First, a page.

In the end these actions are never enough.  No one is intelligent enough to be capable of controlling all of the levers of a large economy, let alone all of the unintended consequences that occur from the attempts.  Generally distortions are created which are often worse than the initial problem programs were created to solve.  Witness the War on Poverty and the housing bubble collapse - both fueled directly by government intervention in areas where they have no constitutional authority, and we let them.


We are in the position where, as a society, we face the following:


·         A relatively smaller population segment generating output - revenue:

o   A workforce that although larger, has a decreasing rate of participation.

o   A workforce that has relatively fewer people entering it, and more people leaving.

·         We have increased our debt relative to our revenue.  Our total debt to GDP has grown from about 150% to over 300%.  We are now highly leveraged, and highly leverage organizations are risky - they pay more for debt.

·         Our expenditures for entitlement programs have skyrocketed since their inception, and are projected to grow even larger, with an aging population and increasing benefits in the war on poverty, in the name of social justice.



So we have relatively stagnant revenue, extensive excessive borrowing, and projected increases in expenditures.  This is simply unsustainable, and the promises of more and greater benefits being expounded by some of this year’s presidential candidates is not only a lie, but immoral.


The lie is in this, the promises being made are not for your benefit.  They are to buy your submission, for those who view themselves as the elite to retain power.  This is collectivism.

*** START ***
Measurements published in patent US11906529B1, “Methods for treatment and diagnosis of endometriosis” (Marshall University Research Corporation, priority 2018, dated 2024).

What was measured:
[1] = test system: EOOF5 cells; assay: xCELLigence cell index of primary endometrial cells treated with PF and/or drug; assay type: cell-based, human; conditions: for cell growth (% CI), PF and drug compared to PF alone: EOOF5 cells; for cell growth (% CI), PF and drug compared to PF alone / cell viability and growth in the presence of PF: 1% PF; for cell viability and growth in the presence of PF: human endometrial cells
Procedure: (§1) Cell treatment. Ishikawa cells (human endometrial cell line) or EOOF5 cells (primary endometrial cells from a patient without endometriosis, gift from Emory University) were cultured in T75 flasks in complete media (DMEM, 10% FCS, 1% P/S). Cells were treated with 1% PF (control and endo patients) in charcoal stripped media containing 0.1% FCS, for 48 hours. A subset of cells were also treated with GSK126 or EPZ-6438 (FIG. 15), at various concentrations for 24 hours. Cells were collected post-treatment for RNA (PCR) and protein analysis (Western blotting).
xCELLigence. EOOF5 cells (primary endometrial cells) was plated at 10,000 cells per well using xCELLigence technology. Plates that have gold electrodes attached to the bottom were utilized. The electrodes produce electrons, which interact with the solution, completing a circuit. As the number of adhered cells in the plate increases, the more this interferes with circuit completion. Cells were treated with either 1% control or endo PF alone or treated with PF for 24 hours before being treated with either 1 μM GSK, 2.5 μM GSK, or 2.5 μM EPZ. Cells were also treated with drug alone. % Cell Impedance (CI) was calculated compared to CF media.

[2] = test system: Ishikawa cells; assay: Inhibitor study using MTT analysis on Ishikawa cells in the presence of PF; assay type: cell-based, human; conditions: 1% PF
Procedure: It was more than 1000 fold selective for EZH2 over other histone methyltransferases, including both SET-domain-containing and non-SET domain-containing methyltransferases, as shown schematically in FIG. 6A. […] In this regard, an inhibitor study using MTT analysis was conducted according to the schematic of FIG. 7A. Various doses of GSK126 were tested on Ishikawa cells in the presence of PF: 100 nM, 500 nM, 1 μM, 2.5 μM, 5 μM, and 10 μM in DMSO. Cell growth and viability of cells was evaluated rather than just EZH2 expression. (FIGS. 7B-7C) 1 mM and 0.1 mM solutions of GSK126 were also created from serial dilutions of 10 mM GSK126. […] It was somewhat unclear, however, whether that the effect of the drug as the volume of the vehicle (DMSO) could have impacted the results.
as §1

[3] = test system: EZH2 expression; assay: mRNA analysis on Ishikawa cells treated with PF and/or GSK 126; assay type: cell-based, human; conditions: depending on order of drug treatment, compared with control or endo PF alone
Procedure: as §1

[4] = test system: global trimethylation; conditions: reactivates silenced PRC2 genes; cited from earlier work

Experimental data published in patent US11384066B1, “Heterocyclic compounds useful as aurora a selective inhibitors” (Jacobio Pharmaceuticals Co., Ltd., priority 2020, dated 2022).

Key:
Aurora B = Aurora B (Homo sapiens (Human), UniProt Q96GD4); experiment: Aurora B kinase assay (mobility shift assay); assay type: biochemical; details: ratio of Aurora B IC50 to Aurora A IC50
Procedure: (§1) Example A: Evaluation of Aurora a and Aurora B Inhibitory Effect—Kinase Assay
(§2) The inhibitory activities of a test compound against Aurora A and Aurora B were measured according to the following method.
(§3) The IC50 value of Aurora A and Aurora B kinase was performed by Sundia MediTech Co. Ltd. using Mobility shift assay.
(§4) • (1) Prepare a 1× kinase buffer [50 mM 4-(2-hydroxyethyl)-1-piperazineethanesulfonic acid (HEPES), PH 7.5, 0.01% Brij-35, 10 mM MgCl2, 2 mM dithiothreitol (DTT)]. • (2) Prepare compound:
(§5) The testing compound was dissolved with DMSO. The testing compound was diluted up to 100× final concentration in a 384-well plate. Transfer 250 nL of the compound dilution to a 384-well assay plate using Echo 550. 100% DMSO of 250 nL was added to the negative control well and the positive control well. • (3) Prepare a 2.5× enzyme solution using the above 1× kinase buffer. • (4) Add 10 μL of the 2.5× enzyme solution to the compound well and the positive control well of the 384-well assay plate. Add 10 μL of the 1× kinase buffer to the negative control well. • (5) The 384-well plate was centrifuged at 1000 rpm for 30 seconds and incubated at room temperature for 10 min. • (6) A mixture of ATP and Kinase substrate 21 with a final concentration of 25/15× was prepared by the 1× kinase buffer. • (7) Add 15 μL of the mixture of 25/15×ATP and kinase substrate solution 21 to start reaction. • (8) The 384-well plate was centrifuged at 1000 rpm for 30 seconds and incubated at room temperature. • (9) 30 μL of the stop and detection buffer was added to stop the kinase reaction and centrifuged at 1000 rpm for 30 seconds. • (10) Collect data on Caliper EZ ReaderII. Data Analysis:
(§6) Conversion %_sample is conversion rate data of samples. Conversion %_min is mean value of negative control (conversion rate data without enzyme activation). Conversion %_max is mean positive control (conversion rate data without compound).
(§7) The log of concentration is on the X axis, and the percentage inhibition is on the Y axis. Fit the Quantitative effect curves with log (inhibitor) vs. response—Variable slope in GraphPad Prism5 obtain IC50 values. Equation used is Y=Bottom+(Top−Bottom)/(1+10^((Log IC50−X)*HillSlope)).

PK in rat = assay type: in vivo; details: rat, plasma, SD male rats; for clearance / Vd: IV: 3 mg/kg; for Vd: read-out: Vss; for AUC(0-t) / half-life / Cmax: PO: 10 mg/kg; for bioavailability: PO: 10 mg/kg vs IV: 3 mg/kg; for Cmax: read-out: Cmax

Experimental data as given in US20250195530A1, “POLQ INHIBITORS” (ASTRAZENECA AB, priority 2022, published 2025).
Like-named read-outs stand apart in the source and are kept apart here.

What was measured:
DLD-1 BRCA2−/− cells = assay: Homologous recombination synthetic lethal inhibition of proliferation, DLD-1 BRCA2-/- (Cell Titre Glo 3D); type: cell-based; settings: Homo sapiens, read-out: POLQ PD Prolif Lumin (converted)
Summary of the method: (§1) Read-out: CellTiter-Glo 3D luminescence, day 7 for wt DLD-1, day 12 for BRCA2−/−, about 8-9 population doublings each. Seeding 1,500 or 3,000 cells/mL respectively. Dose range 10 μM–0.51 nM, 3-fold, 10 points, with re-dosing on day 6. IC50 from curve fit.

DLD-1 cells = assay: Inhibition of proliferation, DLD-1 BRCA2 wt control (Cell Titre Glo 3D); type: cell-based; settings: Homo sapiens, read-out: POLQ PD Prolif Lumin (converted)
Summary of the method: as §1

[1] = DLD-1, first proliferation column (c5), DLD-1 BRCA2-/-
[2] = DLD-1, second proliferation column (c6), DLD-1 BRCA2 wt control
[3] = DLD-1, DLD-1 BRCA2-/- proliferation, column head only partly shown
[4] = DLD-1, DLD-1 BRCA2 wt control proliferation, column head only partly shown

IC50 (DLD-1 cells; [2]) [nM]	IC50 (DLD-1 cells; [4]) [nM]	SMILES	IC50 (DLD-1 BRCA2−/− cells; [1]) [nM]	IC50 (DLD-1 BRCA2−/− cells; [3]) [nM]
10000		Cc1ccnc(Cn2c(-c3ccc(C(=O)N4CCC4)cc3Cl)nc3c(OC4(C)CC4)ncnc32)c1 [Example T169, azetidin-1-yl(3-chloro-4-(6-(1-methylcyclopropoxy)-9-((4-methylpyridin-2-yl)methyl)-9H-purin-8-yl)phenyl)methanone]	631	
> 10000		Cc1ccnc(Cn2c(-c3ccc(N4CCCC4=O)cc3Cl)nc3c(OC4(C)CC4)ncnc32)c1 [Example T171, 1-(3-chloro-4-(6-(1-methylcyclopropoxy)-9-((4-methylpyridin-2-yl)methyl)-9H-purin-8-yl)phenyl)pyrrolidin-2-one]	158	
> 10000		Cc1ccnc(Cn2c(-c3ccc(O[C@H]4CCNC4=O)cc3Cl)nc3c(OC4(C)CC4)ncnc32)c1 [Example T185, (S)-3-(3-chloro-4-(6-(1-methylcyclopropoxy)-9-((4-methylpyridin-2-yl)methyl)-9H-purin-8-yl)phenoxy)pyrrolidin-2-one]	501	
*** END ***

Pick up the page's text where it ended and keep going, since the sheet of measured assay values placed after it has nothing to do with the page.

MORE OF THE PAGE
·         The state is the lowest level of society that matters.

·         You matter only to the extent you are useful to the state.


I am not against charity, far from it as charity is the way in which we accomplish our purpose.  However, true charity leads to assisting another gain their independence; it does not lock them into dependence as the growth in our entitlement programs indicates is happening.  This is a path that does not lead to independence and prosperity, but to dependence, misery, and economic disaster - it serves to prevent fulfilling our purpose as individuals and a people.  It is a form of slavery in the guise of charity, a perversion, and the subject of my next book.

[1] Public Debt, US Treasury Dept.,    Private Debt, Federal Reserve,  Accessed 4/2016.

[2] US Census Bureau,  Accessed 12/2015.

[3] Beginning in 2011, the Bureau of the Census changed the category for 15 and under to 14 and under, reducing the number in this category by about four million by shifting it to the new 15 -19 age category.

[4] Bureau of Labor Statics,  Accessed 12/2015.

[5] US Census Bureau,  Accessed 12/2015 and 3/2016.  Bureau of Labor Statics,  Accessed 12/2015. 

[6] War on Poverty figures, Rector, Robert and Sheffield, Rachel, The War on Poverty After 50 Years, The Heritage Foundation, September, 2014.  Accessed 01/2016.  Social Security Spending,  Accessed 04/2016.  Medicare Spending,  Accessed 04/2016.

[7] Elwell, Craig K., The Distribution of Household Income and the Middle Class, Congressional Research Service,

[8] Hayek, F.A., The Road to Serfdom, The University of Chicago Press, 2007.

Posted in: Charity


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About Dan Wolf

Dan WolfMy goal is that my writing will help you to get started on your own journey of discovery, or help you along the way on a journey you may have already begun. Our Founders considered education, religion, morality, and virtue to be the cornerstones for any successful society. Being successful requires understanding both the languages of reason and faith; reason alone is insufficient.